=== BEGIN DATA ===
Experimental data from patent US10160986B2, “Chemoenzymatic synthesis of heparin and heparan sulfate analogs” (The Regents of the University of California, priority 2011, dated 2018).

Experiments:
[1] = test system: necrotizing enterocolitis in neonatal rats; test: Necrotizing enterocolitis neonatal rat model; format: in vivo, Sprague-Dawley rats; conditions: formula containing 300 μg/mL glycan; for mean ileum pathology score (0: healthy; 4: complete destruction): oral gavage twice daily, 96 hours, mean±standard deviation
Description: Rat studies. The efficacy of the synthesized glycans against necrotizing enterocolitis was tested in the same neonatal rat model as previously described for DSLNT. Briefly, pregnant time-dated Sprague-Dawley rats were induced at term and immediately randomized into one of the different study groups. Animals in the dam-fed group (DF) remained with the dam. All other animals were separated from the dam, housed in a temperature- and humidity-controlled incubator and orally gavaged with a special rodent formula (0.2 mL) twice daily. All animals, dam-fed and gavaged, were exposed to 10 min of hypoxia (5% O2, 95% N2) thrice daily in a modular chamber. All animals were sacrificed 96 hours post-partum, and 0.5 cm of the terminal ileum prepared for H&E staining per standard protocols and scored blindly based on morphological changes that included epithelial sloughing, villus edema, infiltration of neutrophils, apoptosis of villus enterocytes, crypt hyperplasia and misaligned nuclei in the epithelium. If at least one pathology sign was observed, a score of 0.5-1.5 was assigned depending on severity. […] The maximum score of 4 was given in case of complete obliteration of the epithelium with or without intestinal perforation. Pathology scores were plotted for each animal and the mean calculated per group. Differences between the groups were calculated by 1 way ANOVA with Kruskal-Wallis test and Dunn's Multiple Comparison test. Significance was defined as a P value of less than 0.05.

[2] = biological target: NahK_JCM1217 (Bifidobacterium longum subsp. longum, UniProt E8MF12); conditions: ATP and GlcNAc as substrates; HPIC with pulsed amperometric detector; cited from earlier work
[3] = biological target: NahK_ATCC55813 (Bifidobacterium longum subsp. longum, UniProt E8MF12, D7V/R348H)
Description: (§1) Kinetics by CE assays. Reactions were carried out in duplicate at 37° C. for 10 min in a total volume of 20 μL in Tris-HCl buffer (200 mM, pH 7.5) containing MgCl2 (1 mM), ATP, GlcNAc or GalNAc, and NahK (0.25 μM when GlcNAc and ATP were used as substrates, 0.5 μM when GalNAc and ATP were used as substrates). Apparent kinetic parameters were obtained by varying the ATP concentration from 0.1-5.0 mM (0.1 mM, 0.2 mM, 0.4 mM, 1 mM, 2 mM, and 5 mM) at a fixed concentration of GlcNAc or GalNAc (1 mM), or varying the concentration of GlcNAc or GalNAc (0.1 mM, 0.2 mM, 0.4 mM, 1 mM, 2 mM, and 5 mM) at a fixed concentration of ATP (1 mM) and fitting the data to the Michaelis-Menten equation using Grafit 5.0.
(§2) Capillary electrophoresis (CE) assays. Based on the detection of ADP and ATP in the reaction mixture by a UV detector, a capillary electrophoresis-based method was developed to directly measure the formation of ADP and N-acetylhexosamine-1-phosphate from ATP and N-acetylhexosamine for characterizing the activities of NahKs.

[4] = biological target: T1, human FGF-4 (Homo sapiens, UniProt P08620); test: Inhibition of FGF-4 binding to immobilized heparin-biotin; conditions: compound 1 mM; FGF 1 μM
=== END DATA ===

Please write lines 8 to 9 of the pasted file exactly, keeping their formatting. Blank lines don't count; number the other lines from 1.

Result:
(§2) Capillary electrophoresis (CE) assays. Based on the detection of ADP and ATP in the reaction mixture by a UV detector, a capillary electrophoresis-based method was developed to directly measure the formation of ADP and N-acetylhexosamine-1-phosphate from ATP and N-acetylhexosamine for characterizing the activities of NahKs.

[4] = biological target: T1, human FGF-4 (Homo sapiens, UniProt P08620); test: Inhibition of FGF-4 binding to immobilized heparin-biotin; conditions: compound 1 mM; FGF 1 μM